Addiction Treatment & Addiction Therapy Options

How Healthy Does Detox Get Me?

How Healthy Does Detox Get Me?

Detox is an important part of the addiction recovery process, as it removes drugs from your body and breaks physical addiction. However, detox is only one part of the overall treatment plan. To understand where detox fits into recovery, learn more about its various types, its role in your recovery and how it will influence your progress toward sobriety.

About Detox

As a joint effort between with the US Department of Health and Human Services, the Substance Abuse and Mental Health Services Administration and the Center for Substance Abuse Treatment, the Treatment Improvement Protocol describes the following principles:

  • Detox does not constitute complete substance abuse treatment
  • The detox process consists of three essential components, evaluation, stabilization and fostering patient readiness for substance abuse treatment. All of these components should be available to people who seek treatment.
  • Detox can take place in a variety of settings and intensity levels. Placement should be appropriate to the patient’s needs.
  • Everyone who requires treatment for substance use disorders needs treatment of high quality and appropriate thoroughness, and they all need to contact treatment providers after detox ends
  • Insurance coverage for the full range of detox services helps people get the help they need
  • Patients who seek detox services have diverse cultural and ethnic backgrounds along with unique health needs and life situations. In response, people treatment must adapt to each person’s life.
  • Programs that offer detox should be equipped to tailor treatment to their clients
  • A successful detox process can be measured, in part, by whether addicts enter and remain in some form of treatment after detox ends

These guidelines clearly identify clearly that detox should be an individualized part of a treatment plan. In other words, while it is a significant part of rehab, detox is not the sole solution to addiction.

Types of Detox

Detox is an umbrella term for many treatment methods that remove toxins from the body. Some forms of detox have varying levels of success, such as rapid detox and detox at home. On the other hand, the two most common and highly effective forms of detox are medical detox and outpatient detox, as explained in the post Detox Information.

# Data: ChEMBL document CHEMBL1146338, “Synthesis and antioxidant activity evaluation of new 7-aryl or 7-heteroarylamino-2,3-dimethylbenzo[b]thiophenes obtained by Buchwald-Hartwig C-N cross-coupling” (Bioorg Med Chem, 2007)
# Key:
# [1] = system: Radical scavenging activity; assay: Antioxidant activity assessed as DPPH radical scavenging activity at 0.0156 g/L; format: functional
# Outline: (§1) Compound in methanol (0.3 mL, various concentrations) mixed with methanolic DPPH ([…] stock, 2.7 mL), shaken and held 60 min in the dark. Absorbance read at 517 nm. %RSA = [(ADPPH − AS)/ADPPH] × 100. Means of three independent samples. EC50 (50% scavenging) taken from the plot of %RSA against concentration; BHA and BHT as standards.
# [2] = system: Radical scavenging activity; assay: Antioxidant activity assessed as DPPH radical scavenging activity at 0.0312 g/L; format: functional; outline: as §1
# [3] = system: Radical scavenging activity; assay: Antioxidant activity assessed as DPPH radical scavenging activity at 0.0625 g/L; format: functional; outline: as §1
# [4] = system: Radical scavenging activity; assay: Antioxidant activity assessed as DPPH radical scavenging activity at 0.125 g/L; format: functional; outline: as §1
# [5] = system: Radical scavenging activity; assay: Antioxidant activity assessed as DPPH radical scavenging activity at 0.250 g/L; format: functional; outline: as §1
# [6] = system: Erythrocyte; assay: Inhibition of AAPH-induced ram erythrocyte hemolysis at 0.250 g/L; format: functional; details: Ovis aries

Medical detox occurs under medical supervision. The goal of this treatment method is to flush the toxins of drugs and alcohol out of the body, which means the body can repair toxin-damaged tissues and create a healthy system. The detox medical team can monitor and handle uncomfortable withdrawal symptoms and any unexpected situations that arise. The goal of medical detox is to create a safer and far more comfortable procedure for people to break their physical addictions.

When medical detox succeeds, there are no more serious medical risks from avoiding drugs or alcohol; however, it does not mean that you are free of problems caused by drug abuse, nor that drug cravings are completely gone. In fact, after detox ends, you are ready not for lifelong sobriety, but for a rehab program.

Medical detox is preferred by most addiction specialists, but, if you cannot afford the time and price of this procedure, then outpatient detox can help you get clean at home with some medical supervision. Outpatient detox usually offers prescription drugs to ease the withdrawal symptoms, and a medical professional will always be available by phone. You will undergo a medical evaluation to ensure that you can detox on your own, but this evaluation cannot predict whether you or not you will encounter serious problems or medical emergencies during the trial. In other words, some problems during detox may render you helpless while you wait for help to arrive, so never attempt to get clean of drugs without help.

From Detox to Treatment

Most addiction professionals acknowledge that addiction treatment should come shortly after detox ends, because then you can get the help you need to maintain recovery and avoid relapse for the long haul. Again, in a joint effort with the agencies mentioned above, a document entitled, The Next Step Toward a Better Life, explains that you can expect the following aspects from rehab:

  • Assessment – The counselor asks you questions about your drug abuse, your physical health and other issues in your life
  • Treatment plan – Together, you and the counselor make a treatment plan that includes identifying triggers, training to prevent relapse, skills to manage stress, self-help groups in which you are comfortable, medicine for pain, cravings or depression, ways to manage time or money and job skills
  • Implementation of the plan – Once you create one of these plans, an addiction professional must oversee this plan so she can adjust it to your progress

Treatment has two goals: one is to help you stop using drugs and the other is to teach you how to avoid drugs and alcohol. It can take a long time for addiction to form, so it takes a long time to learn how to live without going through relapse. However, with professional help, you can get and stay clean from drugs.

Learn More About Detox and its Role in Recovery

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